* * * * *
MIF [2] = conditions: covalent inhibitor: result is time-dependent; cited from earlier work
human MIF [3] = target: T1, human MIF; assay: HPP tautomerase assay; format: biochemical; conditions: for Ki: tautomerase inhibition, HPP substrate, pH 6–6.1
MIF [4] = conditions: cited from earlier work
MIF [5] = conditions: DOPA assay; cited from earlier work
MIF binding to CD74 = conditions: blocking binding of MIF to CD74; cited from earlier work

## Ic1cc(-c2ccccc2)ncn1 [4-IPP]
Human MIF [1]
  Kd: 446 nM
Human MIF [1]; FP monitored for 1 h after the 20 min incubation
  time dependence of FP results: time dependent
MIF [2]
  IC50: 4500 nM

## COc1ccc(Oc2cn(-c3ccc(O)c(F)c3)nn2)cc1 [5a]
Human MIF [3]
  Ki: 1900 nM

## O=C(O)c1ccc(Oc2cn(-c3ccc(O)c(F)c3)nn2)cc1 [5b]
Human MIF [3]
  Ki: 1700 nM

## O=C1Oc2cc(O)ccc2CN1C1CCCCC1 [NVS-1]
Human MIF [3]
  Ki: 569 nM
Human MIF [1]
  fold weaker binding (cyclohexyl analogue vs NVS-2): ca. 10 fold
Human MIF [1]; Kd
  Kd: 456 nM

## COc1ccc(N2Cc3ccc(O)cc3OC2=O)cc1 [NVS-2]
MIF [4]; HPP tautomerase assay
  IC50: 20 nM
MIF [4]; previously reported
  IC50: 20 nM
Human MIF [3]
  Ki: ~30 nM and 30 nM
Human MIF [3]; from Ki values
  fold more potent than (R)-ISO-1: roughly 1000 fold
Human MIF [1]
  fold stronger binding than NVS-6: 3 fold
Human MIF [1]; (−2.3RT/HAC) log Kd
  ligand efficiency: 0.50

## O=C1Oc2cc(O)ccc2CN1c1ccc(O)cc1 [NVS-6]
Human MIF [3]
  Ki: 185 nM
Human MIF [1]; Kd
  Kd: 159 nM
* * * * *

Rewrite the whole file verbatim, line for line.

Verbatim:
MIF [2] = conditions: covalent inhibitor: result is time-dependent; cited from earlier work
human MIF [3] = target: T1, human MIF; assay: HPP tautomerase assay; format: biochemical; conditions: for Ki: tautomerase inhibition, HPP substrate, pH 6–6.1
MIF [4] = conditions: cited from earlier work
MIF [5] = conditions: DOPA assay; cited from earlier work
MIF binding to CD74 = conditions: blocking binding of MIF to CD74; cited from earlier work

## Ic1cc(-c2ccccc2)ncn1 [4-IPP]
Human MIF [1]
  Kd: 446 nM
Human MIF [1]; FP monitored for 1 h after the 20 min incubation
  time dependence of FP results: time dependent
MIF [2]
  IC50: 4500 nM

## COc1ccc(Oc2cn(-c3ccc(O)c(F)c3)nn2)cc1 [5a]
Human MIF [3]
  Ki: 1900 nM

## O=C(O)c1ccc(Oc2cn(-c3ccc(O)c(F)c3)nn2)cc1 [5b]
Human MIF [3]
  Ki: 1700 nM

## O=C1Oc2cc(O)ccc2CN1C1CCCCC1 [NVS-1]
Human MIF [3]
  Ki: 569 nM
Human MIF [1]
  fold weaker binding (cyclohexyl analogue vs NVS-2): ca. 10 fold
Human MIF [1]; Kd
  Kd: 456 nM

## COc1ccc(N2Cc3ccc(O)cc3OC2=O)cc1 [NVS-2]
MIF [4]; HPP tautomerase assay
  IC50: 20 nM
MIF [4]; previously reported
  IC50: 20 nM
Human MIF [3]
  Ki: ~30 nM and 30 nM
Human MIF [3]; from Ki values
  fold more potent than (R)-ISO-1: roughly 1000 fold
Human MIF [1]
  fold stronger binding than NVS-6: 3 fold
Human MIF [1]; (−2.3RT/HAC) log Kd
  ligand efficiency: 0.50

## O=C1Oc2cc(O)ccc2CN1c1ccc(O)cc1 [NVS-6]
Human MIF [3]
  Ki: 185 nM
Human MIF [1]; Kd
  Kd: 159 nM